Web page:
For example, if you are using recursion to calculate 1+2+3+4+…….+10. Here, the current number you are adding and the sum accumulated to that point forms the state that you need to maintain. Maintaining the state involves passing the updated current state as arguments through each call. Here’s how you can do it.

def sum_numbers(current_number, accumulated_sum)

#Base case

#Return final state

if current number==11:

return accumulated_sum

#Recursive case

#Thread the state through recursive call

Else:

return sum_numbers(current_number + 1, accumulated_sum + current_number)

Alternatively, you can use the global mutable state. To maintain state using this method, you keep the state in global scope.

current_number = 1

accumulated_sum = 0

def sum_numbers():

global current_number

global accumulated_sum

#Base case

if current_number==11

return accumulated_sum

#Recursive case

else:

accumulated_sum = accumulated_sum + current_number

current_number = current_number + 1

return sum_numbers()

**Recursive Data Structures**

A data structure is considered recursive if it can be defined in terms of smaller and simpler versions of itself. Examples of recursive data structures include lists, trees, hierarchical structures, dictionaries, etc. A list can have other lists as elements. A tree has sub-trees, leaf nodes, and so on.

It is important to note here that the structure of recursive functions is often modeled after the data structures that it takes as inputs. So, recursive data structures and recursive functions go hand in hand.

**Recursion in Fibonacci Computation **

Italian mathematician Fibonacci first defined the Fibonacci numbers in the 13th century to model the population growth of rabbits. He deduced that starting from one pair of rabbits in the first year, the number of rabbit pairs born in a given year equals the number of rabbit pairs born in each of the last two years. This can be written as: Fn = Fn-1 + Fn-2 (Base cases: F0=1 and F1=1).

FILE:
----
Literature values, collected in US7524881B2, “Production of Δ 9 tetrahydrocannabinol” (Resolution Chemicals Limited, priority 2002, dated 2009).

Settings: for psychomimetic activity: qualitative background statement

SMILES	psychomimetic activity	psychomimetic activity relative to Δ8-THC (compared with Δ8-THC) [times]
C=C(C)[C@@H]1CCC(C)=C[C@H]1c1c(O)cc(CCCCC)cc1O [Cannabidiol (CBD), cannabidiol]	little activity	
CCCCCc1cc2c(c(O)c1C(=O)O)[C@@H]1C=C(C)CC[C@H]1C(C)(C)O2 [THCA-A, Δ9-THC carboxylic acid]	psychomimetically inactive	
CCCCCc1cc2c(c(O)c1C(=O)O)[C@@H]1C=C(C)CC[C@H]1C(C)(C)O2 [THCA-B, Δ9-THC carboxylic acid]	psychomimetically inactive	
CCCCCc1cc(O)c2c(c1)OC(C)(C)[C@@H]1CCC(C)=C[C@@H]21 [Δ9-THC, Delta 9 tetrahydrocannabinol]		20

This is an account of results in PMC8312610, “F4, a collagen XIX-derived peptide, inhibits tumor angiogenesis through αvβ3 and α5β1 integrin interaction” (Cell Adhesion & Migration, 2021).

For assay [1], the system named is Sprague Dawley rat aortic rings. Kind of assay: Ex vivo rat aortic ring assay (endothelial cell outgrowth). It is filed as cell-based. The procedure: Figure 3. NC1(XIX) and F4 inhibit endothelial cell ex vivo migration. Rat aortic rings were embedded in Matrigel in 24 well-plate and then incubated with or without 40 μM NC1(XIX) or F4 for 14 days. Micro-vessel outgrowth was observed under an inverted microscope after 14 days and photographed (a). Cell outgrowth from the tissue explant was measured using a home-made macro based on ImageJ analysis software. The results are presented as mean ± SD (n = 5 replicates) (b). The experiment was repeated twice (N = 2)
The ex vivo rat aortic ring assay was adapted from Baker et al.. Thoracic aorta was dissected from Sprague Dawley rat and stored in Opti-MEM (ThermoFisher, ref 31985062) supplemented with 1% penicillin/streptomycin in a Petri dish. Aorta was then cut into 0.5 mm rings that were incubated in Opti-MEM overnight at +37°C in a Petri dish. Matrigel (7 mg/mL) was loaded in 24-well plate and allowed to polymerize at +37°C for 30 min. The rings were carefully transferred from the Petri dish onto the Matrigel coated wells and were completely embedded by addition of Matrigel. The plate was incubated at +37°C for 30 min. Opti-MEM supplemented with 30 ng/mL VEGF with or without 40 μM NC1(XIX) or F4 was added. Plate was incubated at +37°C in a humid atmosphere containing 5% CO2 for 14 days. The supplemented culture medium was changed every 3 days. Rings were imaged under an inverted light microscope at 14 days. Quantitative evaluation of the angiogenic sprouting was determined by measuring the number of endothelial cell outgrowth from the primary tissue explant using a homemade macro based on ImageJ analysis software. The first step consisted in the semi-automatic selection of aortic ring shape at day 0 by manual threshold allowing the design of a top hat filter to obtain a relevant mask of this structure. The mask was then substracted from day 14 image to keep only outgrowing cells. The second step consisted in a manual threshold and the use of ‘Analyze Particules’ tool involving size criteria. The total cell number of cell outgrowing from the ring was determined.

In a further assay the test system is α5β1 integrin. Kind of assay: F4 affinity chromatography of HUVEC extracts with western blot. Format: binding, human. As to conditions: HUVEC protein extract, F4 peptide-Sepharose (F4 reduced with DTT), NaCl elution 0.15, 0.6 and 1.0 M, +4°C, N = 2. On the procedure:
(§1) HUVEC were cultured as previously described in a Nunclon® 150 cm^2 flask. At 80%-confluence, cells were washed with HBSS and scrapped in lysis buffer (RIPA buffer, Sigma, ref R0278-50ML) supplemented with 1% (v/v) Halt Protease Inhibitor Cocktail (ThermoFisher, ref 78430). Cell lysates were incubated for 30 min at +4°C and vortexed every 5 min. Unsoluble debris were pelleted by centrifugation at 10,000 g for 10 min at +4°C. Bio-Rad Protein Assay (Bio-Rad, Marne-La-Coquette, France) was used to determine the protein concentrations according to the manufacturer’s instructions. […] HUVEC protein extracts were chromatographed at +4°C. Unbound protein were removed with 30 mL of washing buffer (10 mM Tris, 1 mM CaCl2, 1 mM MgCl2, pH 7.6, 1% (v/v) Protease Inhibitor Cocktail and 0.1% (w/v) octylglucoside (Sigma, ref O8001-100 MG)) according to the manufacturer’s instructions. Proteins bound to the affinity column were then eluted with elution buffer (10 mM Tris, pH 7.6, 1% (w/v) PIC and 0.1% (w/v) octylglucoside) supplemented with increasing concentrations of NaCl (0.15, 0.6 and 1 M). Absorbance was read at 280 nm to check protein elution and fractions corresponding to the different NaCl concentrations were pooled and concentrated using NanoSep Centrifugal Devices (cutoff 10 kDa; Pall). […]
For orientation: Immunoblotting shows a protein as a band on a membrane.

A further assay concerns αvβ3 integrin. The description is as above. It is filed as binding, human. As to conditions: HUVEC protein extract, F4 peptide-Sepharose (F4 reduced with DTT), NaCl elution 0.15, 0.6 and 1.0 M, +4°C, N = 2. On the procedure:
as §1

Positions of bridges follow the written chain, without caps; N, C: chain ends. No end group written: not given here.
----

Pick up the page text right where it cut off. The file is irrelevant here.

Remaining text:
When you write a recursive function to compute the Fibonacci number, it can result in naive recursion. This happens when the definition of the recursive function is naively followed, and you end up recomputing values unnecessarily. To avoid recomputation, you can apply lru_cache decorator to the function. It caches the results and saves the process from becoming inefficient.

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**Pros and Cons of Recursive**

Recursion helps simplify a complex task by splitting it into sub-problems. Recursive functions make cleaner code and also uncomplicate sequence generation. But recursion does not come without its limitations. Sometimes, the calls may prove expensive and inefficient as they use up a lot of time and memory. Recursive functions can also be difficult to debug.

## Wrapping Up

In this article, we covered the concept of Python recursion, demonstrated it using some examples, and also discussed some of its advantages and disadvantages. With all this information, you can easily explain recursive functions in your next Python interview!